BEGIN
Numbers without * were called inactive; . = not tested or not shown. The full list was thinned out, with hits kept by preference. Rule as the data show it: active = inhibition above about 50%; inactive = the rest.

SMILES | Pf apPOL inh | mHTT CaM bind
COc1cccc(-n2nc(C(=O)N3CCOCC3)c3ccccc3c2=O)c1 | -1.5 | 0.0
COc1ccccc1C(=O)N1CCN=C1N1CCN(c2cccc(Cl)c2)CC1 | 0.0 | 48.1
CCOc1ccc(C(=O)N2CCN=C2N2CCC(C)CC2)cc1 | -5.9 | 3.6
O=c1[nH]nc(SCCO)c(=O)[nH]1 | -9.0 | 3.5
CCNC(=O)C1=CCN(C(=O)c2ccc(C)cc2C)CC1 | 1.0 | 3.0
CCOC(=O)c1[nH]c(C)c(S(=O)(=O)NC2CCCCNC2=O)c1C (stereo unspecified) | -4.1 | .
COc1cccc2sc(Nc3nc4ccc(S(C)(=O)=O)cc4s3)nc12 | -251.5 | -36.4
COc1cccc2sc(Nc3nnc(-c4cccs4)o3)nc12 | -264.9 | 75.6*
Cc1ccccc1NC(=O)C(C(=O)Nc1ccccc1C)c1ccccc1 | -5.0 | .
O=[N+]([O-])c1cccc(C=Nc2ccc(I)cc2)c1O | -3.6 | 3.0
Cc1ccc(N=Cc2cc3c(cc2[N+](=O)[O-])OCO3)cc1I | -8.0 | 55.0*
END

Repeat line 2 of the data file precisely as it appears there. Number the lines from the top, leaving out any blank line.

SMILES | Pf apPOL inh | mHTT CaM bind